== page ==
How to Market a Book on a Shoestring from Smart Authors Lab
Check out either the article or the accompanying video with these tips that help you leverage free or nearly free activities to promote your book.
How to Increase Reading Engagement When Promoting a New Book
I love this article from Sabrina Ricci which encourages authors to truly engage with their readership by asking questions of them and creating opportunities for Q&A sessions and more. You may have thought of some of these already—but have you done them? Read it all here: https://digitalpubbing.com/guest-post-how-to-increase-reader-engagement-when-promoting-a-new-book/
7 Ways Podcasting and Marketing Are the Same
Also by Sabrina Ricci, this article caught my eye as so many of us are engaged in podcasting or being guests on podcasts. This is a handy comparison about how the essential elements/steps of marketing are the same as podcasting. Fun article.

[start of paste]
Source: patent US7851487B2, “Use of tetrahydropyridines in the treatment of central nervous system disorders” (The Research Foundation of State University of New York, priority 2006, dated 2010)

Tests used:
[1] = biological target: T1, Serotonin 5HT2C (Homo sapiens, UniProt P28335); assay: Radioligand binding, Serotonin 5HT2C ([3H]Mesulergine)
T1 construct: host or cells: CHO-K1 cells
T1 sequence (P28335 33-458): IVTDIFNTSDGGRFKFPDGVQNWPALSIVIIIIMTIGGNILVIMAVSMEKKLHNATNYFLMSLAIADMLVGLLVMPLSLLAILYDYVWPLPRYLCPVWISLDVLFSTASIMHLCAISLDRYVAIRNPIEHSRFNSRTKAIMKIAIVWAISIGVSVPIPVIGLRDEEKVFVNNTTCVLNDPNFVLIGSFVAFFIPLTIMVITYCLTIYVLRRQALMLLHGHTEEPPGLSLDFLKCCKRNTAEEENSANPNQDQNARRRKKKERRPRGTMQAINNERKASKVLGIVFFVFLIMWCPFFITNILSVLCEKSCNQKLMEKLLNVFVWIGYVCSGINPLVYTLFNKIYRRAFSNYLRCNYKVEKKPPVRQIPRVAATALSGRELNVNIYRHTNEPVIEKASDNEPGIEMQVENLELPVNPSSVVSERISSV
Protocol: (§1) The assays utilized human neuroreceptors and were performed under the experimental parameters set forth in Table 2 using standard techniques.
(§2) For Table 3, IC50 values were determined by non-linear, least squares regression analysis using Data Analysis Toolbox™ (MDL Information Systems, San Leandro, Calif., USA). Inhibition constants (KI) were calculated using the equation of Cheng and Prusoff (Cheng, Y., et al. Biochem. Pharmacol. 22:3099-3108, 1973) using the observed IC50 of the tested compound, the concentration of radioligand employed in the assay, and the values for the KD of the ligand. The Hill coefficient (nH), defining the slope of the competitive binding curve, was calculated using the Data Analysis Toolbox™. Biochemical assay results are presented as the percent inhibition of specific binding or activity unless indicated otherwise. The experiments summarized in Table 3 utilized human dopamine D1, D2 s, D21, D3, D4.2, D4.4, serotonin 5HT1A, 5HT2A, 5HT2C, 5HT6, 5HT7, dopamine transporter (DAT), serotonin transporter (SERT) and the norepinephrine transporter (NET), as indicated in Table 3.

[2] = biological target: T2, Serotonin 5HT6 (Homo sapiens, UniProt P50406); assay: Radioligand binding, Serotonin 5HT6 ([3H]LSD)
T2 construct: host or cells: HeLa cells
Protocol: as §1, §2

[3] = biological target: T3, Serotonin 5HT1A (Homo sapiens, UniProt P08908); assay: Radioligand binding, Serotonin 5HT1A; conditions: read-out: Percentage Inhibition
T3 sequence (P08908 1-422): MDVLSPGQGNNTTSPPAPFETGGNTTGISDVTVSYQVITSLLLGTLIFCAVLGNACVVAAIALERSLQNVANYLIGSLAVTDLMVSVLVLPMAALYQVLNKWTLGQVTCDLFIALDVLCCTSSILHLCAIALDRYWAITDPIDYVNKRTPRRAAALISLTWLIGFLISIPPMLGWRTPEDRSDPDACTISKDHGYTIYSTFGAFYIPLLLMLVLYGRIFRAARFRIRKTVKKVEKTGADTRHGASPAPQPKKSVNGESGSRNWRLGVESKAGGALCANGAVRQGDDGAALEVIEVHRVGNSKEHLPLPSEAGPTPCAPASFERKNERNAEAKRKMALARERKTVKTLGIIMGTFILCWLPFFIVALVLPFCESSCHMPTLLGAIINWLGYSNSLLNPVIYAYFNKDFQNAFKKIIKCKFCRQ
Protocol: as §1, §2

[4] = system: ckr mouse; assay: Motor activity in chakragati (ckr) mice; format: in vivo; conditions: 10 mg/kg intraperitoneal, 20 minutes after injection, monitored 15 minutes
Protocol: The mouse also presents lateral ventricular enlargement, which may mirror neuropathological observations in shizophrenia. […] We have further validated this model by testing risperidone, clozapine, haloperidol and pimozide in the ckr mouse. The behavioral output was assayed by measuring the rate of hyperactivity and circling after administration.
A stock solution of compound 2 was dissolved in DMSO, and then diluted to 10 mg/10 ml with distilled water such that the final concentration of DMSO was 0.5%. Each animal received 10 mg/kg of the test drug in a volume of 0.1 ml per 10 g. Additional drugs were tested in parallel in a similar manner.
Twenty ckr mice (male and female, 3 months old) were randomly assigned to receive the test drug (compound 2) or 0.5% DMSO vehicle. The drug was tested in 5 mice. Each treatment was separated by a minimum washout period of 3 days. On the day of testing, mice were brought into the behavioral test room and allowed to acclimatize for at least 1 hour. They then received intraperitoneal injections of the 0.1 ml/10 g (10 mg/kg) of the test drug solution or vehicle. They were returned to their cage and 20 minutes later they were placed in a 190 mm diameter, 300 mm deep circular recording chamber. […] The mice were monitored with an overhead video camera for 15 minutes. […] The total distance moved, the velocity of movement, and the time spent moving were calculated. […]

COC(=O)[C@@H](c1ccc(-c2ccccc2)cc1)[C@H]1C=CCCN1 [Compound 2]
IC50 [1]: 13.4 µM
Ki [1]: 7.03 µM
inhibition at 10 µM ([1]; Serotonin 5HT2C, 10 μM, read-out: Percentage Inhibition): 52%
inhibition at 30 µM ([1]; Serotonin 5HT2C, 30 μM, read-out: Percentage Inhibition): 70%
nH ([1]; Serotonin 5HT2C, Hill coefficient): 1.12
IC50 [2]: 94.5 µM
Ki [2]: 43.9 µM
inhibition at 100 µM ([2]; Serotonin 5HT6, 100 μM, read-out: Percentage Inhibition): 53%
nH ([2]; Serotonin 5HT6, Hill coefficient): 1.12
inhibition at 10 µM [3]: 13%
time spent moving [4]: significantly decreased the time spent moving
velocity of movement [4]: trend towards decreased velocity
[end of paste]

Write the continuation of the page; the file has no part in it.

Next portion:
Won a Book Award? 12 Ways to Share the News
Sandra Beckwith has the best posts – and you’ll want to read this one in advance of any potential contest wins so you’re prepared! (That doesn’t jinx anything, does it??) "12 Ways to Share your Book Award Win News"
If you’re curious about how you can tell whether a contest is legitimate to enter in the first place, you might want to read my post: “Are Writing Contests Worth the Fees?” I also go into more depth in a short course by the same name that covers both the steps to take when entering book award contests and what to do once you’ve won!
My Favorite Apps
Social Media Just for Writers is sharing a very helpful list of the favorite apps to help you control/wrangle your social media posting . . . everything from scheduling apps to graphic design assistance, you’ll want to read about these helpful apps that can save you precious time.
Mastering Pinterest for Small Business
Yes, your book writing is a small business. If you’re interested in learning more about how to make Pinterest work for you, this article from Bakerview Consulting might be a good place to start. I love using Pinterest for many things and am amazed at how many people visit my website from my Pinterest posts.
Happy Writing (editing, marketing, and more!) - Valerie